2017 NFL Mock Draft: Bold Predictions for Most Overrated Prospects

Mike ChiariFeatured ColumnistApril 19, 2017

INDIANAPOLIS, IN - MARCH 04: Quarterback Mitch Trubisky of North Carolina throws during a passing drill on day four of the NFL Combine at Lucas Oil Stadium on March 4, 2017 in Indianapolis, Indiana. (Photo by Joe Robbins/Getty Images)
Joe Robbins/Getty Images

Although the 2017 NFL draft class appears to be chock full of talent, it inevitably contains highly touted prospects who will fail to live up to the predraft hype surrounding them.

Busts are part of the territory when it comes to the draft, and while sometimes they are easy to see coming from a mile away, even those who appear to be surefire stars on the surface are susceptible to failing under pressure.

Along with a full first-round mock draft, here is a closer look at three of the most overrated prospects likely to come off the board in the opening round.

2017 NFL 1st-Round Mock Draft
Pick No.TeamPlayer
1Cleveland BrownsMyles Garrett, DE, Texas A&M
2San Francisco 49ersSolomon Thomas, DE, Stanford
3Chicago BearsJamal Adams, S, LSU
4Jacksonville JaguarsO.J. Howard, TE, Alabama
5Tennessee Titans (from LAR)Marshon Lattimore, CB, Ohio State
6New York JetsMalik Hooker, S, Ohio State
7Los Angeles ChargersJonathan Allen, DT, Alabama
8Carolina PanthersLeonard Fournette, RB, LSU
9Cincinnati BengalsDerek Barnett, DE, Tennessee
10Buffalo BillsCorey Davis, WR, Western Michigan
11New Orleans SaintsReuben Foster, ILB, Alabama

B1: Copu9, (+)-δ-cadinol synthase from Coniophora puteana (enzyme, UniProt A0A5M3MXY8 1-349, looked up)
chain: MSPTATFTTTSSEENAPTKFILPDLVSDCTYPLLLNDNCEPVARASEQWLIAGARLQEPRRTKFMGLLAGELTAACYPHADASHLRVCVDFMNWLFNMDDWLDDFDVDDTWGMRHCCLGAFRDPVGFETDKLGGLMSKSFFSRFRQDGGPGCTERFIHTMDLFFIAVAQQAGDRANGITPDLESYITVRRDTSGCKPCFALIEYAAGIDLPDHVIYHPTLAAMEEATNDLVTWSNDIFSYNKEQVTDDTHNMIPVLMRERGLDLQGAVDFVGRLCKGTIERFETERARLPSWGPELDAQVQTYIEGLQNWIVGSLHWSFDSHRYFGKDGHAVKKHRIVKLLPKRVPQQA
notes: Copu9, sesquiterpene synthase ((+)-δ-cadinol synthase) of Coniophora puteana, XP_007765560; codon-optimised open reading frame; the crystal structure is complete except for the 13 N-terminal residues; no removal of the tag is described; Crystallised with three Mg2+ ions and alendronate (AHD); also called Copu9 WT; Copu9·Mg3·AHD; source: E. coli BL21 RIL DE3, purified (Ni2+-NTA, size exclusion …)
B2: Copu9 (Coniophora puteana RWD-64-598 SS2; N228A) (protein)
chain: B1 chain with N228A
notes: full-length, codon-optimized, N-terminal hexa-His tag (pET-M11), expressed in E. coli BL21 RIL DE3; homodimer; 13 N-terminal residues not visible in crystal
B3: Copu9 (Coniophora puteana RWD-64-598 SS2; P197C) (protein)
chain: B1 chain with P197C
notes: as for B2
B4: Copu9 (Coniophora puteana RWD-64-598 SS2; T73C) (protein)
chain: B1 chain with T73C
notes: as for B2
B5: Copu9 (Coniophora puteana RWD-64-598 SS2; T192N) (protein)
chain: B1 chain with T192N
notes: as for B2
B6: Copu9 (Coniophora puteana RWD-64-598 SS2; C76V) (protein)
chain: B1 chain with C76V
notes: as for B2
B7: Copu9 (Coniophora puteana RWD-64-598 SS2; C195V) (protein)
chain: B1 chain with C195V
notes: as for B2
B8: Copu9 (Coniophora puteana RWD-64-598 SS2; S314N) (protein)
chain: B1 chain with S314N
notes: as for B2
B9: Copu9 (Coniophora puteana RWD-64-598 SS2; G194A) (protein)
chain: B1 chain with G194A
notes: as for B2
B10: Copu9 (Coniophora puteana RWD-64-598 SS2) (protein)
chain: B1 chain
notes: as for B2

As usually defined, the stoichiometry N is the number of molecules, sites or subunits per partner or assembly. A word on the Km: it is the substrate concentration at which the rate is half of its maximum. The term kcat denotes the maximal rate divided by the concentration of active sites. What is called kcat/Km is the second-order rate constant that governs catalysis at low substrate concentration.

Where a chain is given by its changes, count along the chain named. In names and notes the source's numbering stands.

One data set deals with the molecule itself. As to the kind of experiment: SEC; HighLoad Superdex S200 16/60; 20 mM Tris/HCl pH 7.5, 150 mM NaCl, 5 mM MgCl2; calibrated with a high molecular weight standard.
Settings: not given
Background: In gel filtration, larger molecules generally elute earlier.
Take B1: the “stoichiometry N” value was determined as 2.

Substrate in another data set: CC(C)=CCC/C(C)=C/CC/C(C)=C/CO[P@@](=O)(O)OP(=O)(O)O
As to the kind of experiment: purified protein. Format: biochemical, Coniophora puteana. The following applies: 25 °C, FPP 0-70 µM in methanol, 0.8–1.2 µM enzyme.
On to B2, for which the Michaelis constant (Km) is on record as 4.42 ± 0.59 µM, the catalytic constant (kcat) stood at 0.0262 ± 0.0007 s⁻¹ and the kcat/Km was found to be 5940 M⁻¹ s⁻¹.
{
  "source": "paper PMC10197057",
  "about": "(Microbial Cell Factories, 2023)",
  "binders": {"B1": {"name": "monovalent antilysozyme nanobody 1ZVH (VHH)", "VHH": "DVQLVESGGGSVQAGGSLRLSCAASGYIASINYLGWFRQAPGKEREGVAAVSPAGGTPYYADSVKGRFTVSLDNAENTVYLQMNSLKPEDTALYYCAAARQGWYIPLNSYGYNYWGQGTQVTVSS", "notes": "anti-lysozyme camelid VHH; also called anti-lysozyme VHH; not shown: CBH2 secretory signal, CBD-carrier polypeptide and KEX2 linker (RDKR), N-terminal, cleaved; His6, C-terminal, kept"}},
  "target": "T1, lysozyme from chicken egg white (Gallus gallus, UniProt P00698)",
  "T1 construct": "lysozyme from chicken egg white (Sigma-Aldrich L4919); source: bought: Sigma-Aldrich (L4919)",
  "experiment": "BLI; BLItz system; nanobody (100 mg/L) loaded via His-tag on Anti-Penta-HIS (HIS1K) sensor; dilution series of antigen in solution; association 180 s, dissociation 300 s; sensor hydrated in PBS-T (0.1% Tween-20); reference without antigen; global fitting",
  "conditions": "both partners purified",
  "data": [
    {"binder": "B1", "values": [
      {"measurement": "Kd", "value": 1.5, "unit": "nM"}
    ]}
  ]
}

12Cleveland Browns (from PHI)Mitchell Trubisky, QB, North Carolina
13Arizona CardinalsMarlon Humphrey, CB, Alabama
14Philadelphia Eagles (from MIN)Taco Charlton, DE, Michigan
15Indianapolis ColtsCharles Harris, DE, Missouri
16Baltimore RavensHaason Reddick, OLB, Temple
17Washington RedskinsMalik McDowell, DT, Michigan State
18Tennessee TitansJohn Ross, WR, Washington
19Tampa Bay BuccaneersJabrill Peppers, S, Michigan
20Denver BroncosRyan Ramczyk, OT, Wisconsin
21Detroit LionsZach Cunningham, OLB, Vanderbilt
22Miami DolphinsForrest Lamp, OG, Western Kentucky
23New York GiantsDavid Njoku, TE, Miami (Fla.)
24Oakland RaidersJarrad Davis, ILB, Florida
25Houston TexansDeshaun Watson, QB, Clemson
26Seattle SeahawksGarett Bolles, OT, Utah
27Kansas City ChiefsChristian McCaffrey, RB, Stanford
28Dallas CowboysObi Melifonwu, S, Connecticut
29Green Bay PackersTre'Davious White, CB, LSU
30Pittsburgh SteelersTakkarist McKinley, OLB, UCLA
31Atlanta FalconsBudda Baker, S, Washington
32New Orleans Saints (from NE)Carl Lawson, DE, Auburn
Mock Draft

 

Leonard Fournette

Few prospects in the 2017 draft class are more physically impressive than LSU running back Leonard Fournette, but there is plenty of reason for pause with regard to selecting him inside the top 10.

Chief among them is his durability, as Fournette appeared in just seven games last season one year after carrying the ball 300 times as a sophomore.

That resulted in Fournette registering just 843 yards and eight touchdowns during his junior campaign after being a legitimate Heisman Trophy candidate in 2015.

It was often questioned if Fournette could have and should have played last season if not for protecting his draft stock.

That was especially true at the end of the season when he chose to sit out the Tigers' bowl game rather than risking injury.

According to Albert Breer of The MMQB, that and an accumulation of other things have led some to question his passion for playing and created the feeling that Fournette is "driven by stardom."

Another area of concern is that Fournette never developed much as a pass-catcher at LSU with just 41 receptions to his credit in three years.

Many other top running backs are far more versatile, and former NFL Pro Bowler Tiki Barber is among those who value Stanford's Christian McCaffrey more than Fournette because of that, per the NFL's official Twitter account: